Funny how I can track the course of my entire childhood with memories of dessert.
There were the classic chocolate chip cookies my mom used to make all the time. I was never far away when she did (otherwise who was going to lick the bowl?).
There was the cake my sister and I tried to bake for my Dad’s birthday one year. When the layers started to slip and slide and no amount of frosting would glue it together, we stuck tootsie pops into the cake in an effort to hold it together. It wasn’t pretty, but boy did it taste good.
I remember my favorite cheesecake that I loved so much. The one with the chocolate swirls and the cookie crust. The recipe came to us randomly in a pile of junk mail.
I remember tackling, so bravely at the age of 10, complicated sugar candies like lollipops and salt water taffy. Yet why am I faced with a fear of cooked sugar now when back then I was completely fearless? Go figure.
And then there was La Cocina. Or LaCo as the locals called it. One of the best restaurants in our little town. It was always a special treat to go to LaCo, where you could feast on the Smiley Face platter (a plate of baked beans with a cheesy grin) and endless chips and salsa. But that’s not the reason I was always so excited to go there.
The real reason was dessert.
Suitably dubbed Chocolate Velvet, the dessert was as light and airy as a chocolate cloud. It was like chocolate mousse – but so much more. Served in a towering slice like the best piece of chocolate cake you’ve ever had, and dusted with fine chocolate cookie crumbs that stuck to your chin.
Needless to say, when La Cocina shut its doors, I was crushed. The prospect of no more chocolate velvet was more than my chocolate-filled mind could handle.
I never forgot about that dessert, and often discussed the urgent matter of the recipe with my mom. She had, at one point, acquired a copy of what was apparently the secret recipe, but the cryptic instructions were so baffling that I had never attempted it before. Finally, after a decade-long velvet void I couldn’t wait any longer.
Once I figured out that the egg whites were best folded into the chocolate mixture and not the plain cookie crumbs, and that the dark-as-night chocolate color I remember was most likely from cookie crumbs folded into the mousse (though that part was missing from the overly abbreviated recipe), the dessert came together just as I remember.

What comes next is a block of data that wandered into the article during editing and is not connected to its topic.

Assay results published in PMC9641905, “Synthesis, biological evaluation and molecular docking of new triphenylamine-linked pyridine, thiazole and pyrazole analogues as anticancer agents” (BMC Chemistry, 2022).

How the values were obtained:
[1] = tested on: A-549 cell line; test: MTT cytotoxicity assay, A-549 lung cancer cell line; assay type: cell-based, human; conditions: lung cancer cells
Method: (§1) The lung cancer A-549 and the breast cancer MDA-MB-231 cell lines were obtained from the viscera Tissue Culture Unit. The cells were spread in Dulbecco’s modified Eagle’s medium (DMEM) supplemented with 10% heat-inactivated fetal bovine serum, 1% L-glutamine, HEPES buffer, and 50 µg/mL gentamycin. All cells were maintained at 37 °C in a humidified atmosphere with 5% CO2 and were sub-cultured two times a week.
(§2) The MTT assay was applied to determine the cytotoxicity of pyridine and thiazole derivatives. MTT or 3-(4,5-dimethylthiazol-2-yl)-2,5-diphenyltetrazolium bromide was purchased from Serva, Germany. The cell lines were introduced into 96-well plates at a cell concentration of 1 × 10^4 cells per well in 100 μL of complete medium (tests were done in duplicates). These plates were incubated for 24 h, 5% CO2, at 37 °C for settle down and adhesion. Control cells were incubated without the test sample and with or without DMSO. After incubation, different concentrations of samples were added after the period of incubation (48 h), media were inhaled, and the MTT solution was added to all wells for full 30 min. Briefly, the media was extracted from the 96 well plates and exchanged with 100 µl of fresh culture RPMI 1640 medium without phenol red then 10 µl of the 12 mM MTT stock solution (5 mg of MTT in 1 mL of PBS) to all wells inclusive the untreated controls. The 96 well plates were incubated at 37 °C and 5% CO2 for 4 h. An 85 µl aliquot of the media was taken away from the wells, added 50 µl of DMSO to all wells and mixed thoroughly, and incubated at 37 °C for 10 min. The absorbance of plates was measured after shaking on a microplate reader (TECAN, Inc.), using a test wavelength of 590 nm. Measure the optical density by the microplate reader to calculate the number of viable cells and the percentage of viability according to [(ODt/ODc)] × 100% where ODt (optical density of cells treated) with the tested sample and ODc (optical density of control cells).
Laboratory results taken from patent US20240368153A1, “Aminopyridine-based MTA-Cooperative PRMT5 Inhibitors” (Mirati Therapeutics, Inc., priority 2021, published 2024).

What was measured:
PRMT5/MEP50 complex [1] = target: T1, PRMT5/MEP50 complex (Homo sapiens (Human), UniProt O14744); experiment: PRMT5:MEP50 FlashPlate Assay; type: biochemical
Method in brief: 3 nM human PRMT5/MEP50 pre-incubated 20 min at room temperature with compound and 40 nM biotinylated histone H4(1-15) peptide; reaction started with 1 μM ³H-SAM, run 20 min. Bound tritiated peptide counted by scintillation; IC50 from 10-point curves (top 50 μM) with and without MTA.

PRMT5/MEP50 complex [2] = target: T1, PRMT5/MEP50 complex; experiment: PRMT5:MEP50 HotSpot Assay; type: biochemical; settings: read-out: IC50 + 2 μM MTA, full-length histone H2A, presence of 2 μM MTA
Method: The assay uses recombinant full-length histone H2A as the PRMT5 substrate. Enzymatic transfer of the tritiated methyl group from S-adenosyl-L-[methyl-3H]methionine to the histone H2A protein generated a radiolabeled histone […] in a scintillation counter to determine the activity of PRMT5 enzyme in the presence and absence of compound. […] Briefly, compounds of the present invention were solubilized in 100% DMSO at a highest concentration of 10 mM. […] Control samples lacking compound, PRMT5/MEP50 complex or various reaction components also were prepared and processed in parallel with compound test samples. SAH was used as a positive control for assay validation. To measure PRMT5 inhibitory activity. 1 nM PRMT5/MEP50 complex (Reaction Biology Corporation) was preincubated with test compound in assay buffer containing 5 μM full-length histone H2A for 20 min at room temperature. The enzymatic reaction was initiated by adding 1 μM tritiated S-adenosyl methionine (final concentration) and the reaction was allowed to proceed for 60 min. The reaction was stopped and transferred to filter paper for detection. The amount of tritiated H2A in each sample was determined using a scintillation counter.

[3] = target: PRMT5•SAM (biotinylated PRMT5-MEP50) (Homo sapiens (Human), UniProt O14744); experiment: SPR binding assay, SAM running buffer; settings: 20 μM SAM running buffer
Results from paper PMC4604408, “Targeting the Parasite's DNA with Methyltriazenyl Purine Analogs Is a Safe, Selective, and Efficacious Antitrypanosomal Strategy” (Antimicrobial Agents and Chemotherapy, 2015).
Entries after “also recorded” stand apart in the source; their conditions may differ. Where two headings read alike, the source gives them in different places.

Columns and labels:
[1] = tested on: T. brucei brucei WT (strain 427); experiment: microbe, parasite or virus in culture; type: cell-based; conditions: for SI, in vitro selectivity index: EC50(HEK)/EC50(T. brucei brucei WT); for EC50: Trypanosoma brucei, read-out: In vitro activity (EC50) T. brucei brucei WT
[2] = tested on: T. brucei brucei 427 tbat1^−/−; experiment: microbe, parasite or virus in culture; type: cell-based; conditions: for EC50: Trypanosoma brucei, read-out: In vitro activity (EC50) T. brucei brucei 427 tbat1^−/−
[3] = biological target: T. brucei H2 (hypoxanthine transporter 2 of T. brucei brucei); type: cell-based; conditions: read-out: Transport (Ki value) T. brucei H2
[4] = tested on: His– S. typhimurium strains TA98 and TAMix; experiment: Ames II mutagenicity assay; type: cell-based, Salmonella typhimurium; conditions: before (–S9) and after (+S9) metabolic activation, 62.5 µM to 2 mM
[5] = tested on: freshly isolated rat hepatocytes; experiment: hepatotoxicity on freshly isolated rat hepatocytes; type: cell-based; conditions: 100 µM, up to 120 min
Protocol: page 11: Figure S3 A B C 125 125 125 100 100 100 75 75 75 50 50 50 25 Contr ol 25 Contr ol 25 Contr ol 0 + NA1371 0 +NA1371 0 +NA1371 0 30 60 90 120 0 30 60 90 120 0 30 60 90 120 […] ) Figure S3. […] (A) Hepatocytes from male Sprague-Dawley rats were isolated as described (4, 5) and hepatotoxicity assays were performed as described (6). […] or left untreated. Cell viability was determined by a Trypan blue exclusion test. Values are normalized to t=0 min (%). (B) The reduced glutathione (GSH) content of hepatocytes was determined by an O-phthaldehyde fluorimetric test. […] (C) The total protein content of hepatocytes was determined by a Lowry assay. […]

I chose to serve the dessert in mini shot glasses – because, what’s not to like about mini shot glasses? But you could certainly layer the mousse in a 9×9 baking dish instead, and slice it into (larger-than-shot-glass-size) portions for serving. That’s your call.
- 4 ounces unsweetened chocolate, chopped
- 3/4 cup granulated sugar
- 1/4 cup water
- 5 eggs, separated
- 1/2 tablespoon Cointreau or Triple Sec
- 1/8 teaspoon cream of tartar
- 1 9 ounce box chocolate wafer cookies, finely ground (about 2 cups crumbs)
- Fresh whipped cream, for topping
- In a double boiler or a heat-proof bowl set over (but not touching) a pot of gently simmering water, combine chocolate with sugar and water and stir until melted and smooth.
- In a small bowl, whisk egg yolks. Slowly ladle about half of hot chocolate mixture into egg yolks, a little at a time, whisking constantly. This will temper the egg yolks instead of cooking them. Return mixture to double boiler for 2 to 3 minutes or until thickened slightly. Remove from heat, stir in Cointreau, and let cool to lukewarm.
- Combine egg whites and cream of tartar in a large mixing bowl or the bowl of a stand mixer fitted with the whisk attachment. Whisk on high speed until stiff peaks form, 5 to 7 minutes.
- Fold 1/3 of egg whites into chocolate mixture to lighten it. Gently fold in remaining egg whites until no lumps remain. Fold in 1 1/2 cups of cookie crumbs.
- Divide half of chocolate mixture among shot glasses or serving dishes. Sprinkle with half of remaining cookie crumbs. Top with remaining chocolate mixture and a final layer of cookie crumbs. Refrigerate at least 2 hours or until set. Just before serving, top with whipped cream.